Nobel prize for elucidating the molecular structure of dna
After Miescher’s isolation of the curious substance, other researchers then took up the baton and got to grips with characterising its chemical structure.Albrecht Kossel, a biochemist from Rostock in Germany determined that “nuclein” was composed of both protein and non-protein portions.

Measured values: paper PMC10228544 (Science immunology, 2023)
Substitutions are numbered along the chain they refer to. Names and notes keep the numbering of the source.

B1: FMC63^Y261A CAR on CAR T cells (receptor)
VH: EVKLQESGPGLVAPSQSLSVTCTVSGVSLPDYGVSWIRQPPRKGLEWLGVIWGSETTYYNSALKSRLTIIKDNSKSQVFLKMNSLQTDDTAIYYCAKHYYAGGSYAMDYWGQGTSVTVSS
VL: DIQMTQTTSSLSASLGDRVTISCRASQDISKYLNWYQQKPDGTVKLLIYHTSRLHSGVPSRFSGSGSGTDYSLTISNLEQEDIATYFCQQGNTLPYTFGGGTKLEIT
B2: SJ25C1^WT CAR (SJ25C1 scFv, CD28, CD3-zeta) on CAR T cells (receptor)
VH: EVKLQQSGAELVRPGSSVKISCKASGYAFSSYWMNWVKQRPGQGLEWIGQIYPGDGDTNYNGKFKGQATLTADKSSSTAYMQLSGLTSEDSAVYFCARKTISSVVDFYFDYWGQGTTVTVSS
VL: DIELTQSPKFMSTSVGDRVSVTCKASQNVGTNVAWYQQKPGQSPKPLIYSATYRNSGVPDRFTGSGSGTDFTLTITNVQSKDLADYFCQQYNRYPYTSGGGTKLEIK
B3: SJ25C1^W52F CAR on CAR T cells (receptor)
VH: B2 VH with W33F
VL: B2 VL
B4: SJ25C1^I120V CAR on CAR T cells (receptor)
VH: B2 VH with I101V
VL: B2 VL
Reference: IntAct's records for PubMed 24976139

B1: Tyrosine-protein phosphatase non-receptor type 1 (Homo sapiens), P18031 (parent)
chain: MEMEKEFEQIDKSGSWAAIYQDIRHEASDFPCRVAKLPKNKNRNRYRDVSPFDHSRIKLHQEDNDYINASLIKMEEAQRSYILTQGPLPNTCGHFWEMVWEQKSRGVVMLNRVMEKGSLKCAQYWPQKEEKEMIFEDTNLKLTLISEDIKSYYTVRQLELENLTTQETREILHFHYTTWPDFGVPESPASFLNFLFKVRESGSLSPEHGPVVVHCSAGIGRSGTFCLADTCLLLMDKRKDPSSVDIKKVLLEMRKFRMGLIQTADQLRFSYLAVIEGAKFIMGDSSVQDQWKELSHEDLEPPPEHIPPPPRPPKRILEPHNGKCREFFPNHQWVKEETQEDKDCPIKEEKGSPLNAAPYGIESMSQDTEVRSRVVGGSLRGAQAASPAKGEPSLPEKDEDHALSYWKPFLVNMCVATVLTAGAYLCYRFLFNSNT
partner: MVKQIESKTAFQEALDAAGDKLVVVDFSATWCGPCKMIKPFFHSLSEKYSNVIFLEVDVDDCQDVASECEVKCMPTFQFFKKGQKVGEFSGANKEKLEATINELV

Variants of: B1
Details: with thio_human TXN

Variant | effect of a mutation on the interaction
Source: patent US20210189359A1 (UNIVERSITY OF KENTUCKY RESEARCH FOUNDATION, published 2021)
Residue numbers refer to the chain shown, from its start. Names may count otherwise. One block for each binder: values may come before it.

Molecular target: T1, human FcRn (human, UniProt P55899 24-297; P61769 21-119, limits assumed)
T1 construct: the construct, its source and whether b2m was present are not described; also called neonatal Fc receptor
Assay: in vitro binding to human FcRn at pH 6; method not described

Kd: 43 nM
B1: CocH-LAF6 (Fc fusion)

By 1900, Mendel’s principles had been independently verified and then rediscovered by at least four other scientists, and approximately 10 years previously the Dutch botanist Hugo de Vries proposed that the inheritance of traits might be mediated by discrete elements or particles, termed “pangenes”. The structures that we now know as chromosomes were independently observed by several German and Swiss scientists from the mid-1800s onwards.His crowning achievement, for which he received the Nobel Prize in Physiology or Medicine in 1910, was the eventual isolation of the five so-called nucleobases from the non-protein portion: adenine, cytosine, guanine, thymine and uracil.The next major milestone was the elucidation of the chemical structure of these building blocks of DNA.“It’s exciting and interesting to see what it takes to get an award like that. In 1866, a German-speaking monk named Gregor Johann Mendel from today’s Czech Republic publishes a scientific treatise concerning the inheritance of traits in peas……five years later, a Swiss researcher called Friedrich Miescher isolates a mysterious phosphate-rich substance from the nuclei of white blood cells, which he christens “nuclein”.